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Creating an In-House Paintless Dent Repair Department

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In 2012, the National Insurance Crime Bureau (NICB) reported that the total number of insurance claims resulting from hailstorm damage increased 84 percent in the U.S. from the levels reported in 2010.

Much of that increase, according to the NICB, was due to personal auto claims resulting from hail. In fact, the NICB reported that auto claims rose more than 600 percent from 51,345 total claims in 2010 to 322,719 claims in 2012.

Contributing to this increase in claim numbers is an increase in severe storms, the NICB says, which have occurred with more intensity in recent years, affecting more areas of the country.

And as a result, shops are producing more dent-repair work than ever, meaning paintless dent repair (PDR) is becoming an increasingly appealing profit center for shops.

There’s no shortage of PDR-focused companies available for outsourcing these repairs, says Cory Chapman, body shop manager of Zimbrick Body Shop in Madison, Wis., but shops with on-site PDR capabilities are able to produce that work with higher quality and efficiency—and for a better profit.

“The more we can keep things in house, the better off we are controlling our costs and our grosses,” says Chapman. “We have a better control over the vehicle than if we were to send it out to a third-party vendor or even have a third-party vendor come in house.”

There are four simple steps any shop can take to create a profitable on-site PDR department.

1. Evaluate the Advantages

When Zimbrick started offering on-site PDR capabilities in 2006, the goal was for the PDR techs to help recondition vehicles coming in from its dealership’s used-vehicle lots. Since then, the technique has proved so successful that the shop has expanded the department to include hail damage and upsells on customer cars.'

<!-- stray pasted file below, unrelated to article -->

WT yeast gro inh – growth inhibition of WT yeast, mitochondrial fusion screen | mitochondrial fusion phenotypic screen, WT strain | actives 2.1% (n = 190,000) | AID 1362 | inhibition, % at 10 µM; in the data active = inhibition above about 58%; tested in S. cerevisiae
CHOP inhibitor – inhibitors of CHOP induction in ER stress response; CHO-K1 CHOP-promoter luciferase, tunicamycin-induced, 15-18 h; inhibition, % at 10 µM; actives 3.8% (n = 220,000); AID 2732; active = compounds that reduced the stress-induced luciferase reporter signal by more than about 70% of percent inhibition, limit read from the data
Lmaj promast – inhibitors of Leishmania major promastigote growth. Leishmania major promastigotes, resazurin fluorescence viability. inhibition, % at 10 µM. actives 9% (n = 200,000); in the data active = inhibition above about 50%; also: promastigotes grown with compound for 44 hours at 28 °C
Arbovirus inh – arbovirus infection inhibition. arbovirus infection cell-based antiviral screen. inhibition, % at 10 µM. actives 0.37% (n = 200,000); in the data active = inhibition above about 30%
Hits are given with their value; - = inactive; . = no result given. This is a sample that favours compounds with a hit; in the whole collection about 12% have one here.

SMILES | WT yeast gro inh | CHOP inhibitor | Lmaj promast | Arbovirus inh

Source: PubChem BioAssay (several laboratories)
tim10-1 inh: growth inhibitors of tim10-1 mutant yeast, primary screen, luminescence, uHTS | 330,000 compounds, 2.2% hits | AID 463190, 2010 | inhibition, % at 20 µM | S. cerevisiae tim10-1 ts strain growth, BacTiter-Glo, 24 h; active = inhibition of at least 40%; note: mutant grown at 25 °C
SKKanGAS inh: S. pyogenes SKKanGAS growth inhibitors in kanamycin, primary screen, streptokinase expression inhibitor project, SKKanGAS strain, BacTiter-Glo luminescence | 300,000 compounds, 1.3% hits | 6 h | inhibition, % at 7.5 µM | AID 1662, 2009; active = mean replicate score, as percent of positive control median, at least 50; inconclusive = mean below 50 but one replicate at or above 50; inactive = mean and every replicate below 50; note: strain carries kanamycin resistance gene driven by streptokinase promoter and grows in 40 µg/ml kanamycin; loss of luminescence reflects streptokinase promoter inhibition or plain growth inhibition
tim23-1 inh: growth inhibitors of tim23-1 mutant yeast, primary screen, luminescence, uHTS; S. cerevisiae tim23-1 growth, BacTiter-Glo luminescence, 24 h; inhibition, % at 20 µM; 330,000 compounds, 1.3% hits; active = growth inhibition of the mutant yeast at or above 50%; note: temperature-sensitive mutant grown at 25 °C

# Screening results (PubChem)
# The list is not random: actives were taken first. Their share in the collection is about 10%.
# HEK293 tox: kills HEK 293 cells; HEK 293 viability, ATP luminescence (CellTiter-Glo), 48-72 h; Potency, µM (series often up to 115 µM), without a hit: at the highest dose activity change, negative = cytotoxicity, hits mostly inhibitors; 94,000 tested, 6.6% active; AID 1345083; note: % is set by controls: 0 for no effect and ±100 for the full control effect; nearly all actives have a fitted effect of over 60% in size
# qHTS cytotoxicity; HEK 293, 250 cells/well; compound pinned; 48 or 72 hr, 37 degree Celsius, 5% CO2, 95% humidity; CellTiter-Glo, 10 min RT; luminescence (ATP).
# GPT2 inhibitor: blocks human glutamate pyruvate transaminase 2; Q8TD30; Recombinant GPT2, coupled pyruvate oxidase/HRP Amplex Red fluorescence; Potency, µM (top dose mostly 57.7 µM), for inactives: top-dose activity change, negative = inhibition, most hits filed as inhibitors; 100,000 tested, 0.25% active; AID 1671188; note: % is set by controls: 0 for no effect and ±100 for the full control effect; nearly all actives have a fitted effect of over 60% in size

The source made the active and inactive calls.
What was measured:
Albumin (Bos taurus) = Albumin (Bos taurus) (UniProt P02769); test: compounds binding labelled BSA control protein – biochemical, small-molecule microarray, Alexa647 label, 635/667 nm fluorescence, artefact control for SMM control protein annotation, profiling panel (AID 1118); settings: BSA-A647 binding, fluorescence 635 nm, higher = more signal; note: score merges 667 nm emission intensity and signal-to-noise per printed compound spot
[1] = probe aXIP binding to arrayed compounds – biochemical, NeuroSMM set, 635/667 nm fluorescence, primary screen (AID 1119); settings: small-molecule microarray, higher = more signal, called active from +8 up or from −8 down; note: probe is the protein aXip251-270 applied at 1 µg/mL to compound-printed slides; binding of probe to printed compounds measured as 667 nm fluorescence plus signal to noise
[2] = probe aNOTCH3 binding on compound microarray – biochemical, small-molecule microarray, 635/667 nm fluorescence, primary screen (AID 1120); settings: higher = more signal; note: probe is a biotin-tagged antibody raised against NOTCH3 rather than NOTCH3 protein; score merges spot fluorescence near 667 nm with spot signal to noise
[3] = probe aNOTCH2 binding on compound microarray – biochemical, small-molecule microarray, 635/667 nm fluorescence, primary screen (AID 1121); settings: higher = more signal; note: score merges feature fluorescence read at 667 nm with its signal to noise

“We, as a company, were looking at what we could do to give our customers a bigger bang for their dollar,” Chapman says.

The shop had pre-existing relationships with outside PDR companies, but the time it took shuttling cars to an off-site location was inefficient and costly.

“We don’t have to pay a third-party vendor to come in. We don’t need to be put on an appointment log with a third-party vendor,” he says. “A lot of times, those guys are just as busy as everybody else. We can also control it as in, ‘Is this dent PDR-able?’ If it isn’t, we can go right from PDR into the body shop. It’s more of a control factor for us.”

According to Jeff Herman, the CEO of TopTech Finder, going with an outside vendor can also produce potential quality issues.

“When a hailstorm hits, the mobile techs that chase the storms come around and knock on a shop owner’s door. The shop owner is wondering, ‘I don’t know you, you’re from out of town,’” Herman says. “If [the work is outsourced] and something gets broken, your shop manager might not become aware of that issue as quickly as they would want to, or the PDR tech might hide that it occurs. That can cause a bad customer service issue.”

2. Assess the Right Technician

The biggest challenge with hiring PDR technicians is that not everyone can do it.

“All the work is done by hand and by eye,” Herman says. “It takes a lot of hand-eye coordination and a certain skill set for someone to be able to work the metal from behind or pull with glue pads from the front to get it just right. It’s absolutely true that, unlike a mechanical repair, which is very scientific and cut and dry, this is more of an artistic thing. A tech who might otherwise be a fantastic technician may not have the right skill set to be a good PDR technician.”

But there are clear ways to identify candidates for the position, whether they are a new hire or a retrained current employee. Here are some things all shops should consider:

Hiring a PDR Tech. Herman says that when hiring a PDR technician, the most important step any shop owner can take is asking for letters of recommendation or references.